With a curious chimpanzee, Galen (Roddy McDowall) as their guide, Burke and Virdon sought a way to escape from the dangerous Planet of the Apes, but were perpetually considered a mortal threat to the existing class structure. The astronauts' advanced-technology, intelligence and sense of history about man's civilization all represented the possibility of revolution, and that was something the Ape council simply could not permit.

Writing about the TV series in his book, Planet of the Apes as American Myth: Race, Politics and Popular Culture (Wesleyan University Press, 1998, page 157), author Eric Greene noted that the TV version of the popular franchise showed "the victory of "reverse racism" over equality, as the formerly oppressed apes lord it over the degraded humans, who are now apes' servants and, in some cases, slaves. (In this aspect, the Apes show may have anticipated the white cry of reverse racism that would later gain currency...)"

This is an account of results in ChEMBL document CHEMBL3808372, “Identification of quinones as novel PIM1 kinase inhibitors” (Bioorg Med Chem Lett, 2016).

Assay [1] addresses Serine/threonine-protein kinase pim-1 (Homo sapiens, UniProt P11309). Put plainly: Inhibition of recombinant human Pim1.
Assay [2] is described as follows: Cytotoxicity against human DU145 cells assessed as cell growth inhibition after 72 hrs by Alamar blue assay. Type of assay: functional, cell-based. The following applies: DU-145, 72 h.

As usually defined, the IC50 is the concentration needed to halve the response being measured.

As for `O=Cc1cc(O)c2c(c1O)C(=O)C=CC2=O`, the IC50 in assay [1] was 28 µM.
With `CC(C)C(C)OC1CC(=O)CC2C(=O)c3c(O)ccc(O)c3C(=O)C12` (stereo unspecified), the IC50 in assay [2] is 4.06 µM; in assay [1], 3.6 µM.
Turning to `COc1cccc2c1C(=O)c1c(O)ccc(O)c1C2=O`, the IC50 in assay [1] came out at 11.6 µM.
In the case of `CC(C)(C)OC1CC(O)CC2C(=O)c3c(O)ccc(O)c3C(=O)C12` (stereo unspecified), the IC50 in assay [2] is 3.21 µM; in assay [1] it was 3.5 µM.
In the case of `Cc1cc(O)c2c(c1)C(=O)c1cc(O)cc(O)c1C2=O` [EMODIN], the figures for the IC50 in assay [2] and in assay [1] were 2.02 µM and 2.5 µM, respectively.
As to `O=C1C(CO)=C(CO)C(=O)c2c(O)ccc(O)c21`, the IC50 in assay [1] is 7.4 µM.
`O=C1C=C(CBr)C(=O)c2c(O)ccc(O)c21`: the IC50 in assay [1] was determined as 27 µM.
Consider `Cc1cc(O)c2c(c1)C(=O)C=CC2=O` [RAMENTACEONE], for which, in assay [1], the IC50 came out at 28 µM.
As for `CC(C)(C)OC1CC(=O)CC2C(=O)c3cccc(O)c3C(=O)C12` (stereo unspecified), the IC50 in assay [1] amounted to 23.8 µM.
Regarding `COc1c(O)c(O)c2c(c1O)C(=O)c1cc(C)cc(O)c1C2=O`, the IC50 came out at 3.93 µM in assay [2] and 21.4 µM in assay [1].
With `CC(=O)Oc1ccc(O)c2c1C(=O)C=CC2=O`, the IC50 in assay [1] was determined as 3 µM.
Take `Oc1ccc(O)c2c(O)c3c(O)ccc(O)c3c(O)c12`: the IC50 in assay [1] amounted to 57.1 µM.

In "The Trap," (original airdate: September 27, 1974) written by Edward J. Lakso and directed by Arnold Laven, our three heroic fugitives make for a village called Numai that has "a reputation for harboring fugitives."

Nearby stands the ruins of San Francisco, and Virdon believes that there may be some operational computers there...some computers that could help them get back to their own time.

Unfortunately, General Urko and his Lieutenant, Zako (Norman Alden) are hot in pursuit. An earthquake rattles the ruined city, and Burke and Urko tumble down a deep hole into the Earth...into a subterranean subway system from years past...from a time when humans ruled the planet.